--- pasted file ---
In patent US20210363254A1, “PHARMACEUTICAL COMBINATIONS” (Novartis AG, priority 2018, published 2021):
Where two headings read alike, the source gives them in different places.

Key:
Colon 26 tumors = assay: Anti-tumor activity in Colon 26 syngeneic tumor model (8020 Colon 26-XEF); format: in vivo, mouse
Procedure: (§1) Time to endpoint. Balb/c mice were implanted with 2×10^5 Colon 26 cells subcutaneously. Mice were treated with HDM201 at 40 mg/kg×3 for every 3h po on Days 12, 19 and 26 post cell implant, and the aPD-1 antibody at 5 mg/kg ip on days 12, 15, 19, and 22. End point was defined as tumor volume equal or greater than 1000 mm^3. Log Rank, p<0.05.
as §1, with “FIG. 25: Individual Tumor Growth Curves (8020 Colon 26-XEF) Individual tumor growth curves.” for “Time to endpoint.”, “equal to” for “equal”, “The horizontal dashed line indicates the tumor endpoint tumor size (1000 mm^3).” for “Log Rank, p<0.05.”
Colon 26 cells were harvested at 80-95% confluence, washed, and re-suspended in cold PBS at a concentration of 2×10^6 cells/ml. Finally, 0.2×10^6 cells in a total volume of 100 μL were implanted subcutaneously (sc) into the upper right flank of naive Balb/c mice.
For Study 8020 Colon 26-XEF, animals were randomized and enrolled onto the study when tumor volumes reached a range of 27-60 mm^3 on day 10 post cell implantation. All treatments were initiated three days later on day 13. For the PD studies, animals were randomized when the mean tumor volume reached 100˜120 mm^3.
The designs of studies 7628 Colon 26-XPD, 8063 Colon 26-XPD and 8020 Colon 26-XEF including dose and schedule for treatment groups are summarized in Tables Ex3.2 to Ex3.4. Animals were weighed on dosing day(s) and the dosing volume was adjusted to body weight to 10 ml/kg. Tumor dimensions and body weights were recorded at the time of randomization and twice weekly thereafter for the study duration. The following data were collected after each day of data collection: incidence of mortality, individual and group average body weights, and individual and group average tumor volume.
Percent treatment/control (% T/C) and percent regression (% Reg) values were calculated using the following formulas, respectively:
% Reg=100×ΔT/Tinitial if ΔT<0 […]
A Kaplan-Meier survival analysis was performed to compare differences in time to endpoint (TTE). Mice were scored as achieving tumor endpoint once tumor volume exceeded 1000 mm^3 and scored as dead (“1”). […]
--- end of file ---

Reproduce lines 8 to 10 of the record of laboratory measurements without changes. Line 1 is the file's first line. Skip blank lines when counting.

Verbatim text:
For Study 8020 Colon 26-XEF, animals were randomized and enrolled onto the study when tumor volumes reached a range of 27-60 mm^3 on day 10 post cell implantation. All treatments were initiated three days later on day 13. For the PD studies, animals were randomized when the mean tumor volume reached 100˜120 mm^3.
The designs of studies 7628 Colon 26-XPD, 8063 Colon 26-XPD and 8020 Colon 26-XEF including dose and schedule for treatment groups are summarized in Tables Ex3.2 to Ex3.4. Animals were weighed on dosing day(s) and the dosing volume was adjusted to body weight to 10 ml/kg. Tumor dimensions and body weights were recorded at the time of randomization and twice weekly thereafter for the study duration. The following data were collected after each day of data collection: incidence of mortality, individual and group average body weights, and individual and group average tumor volume.
Percent treatment/control (% T/C) and percent regression (% Reg) values were calculated using the following formulas, respectively: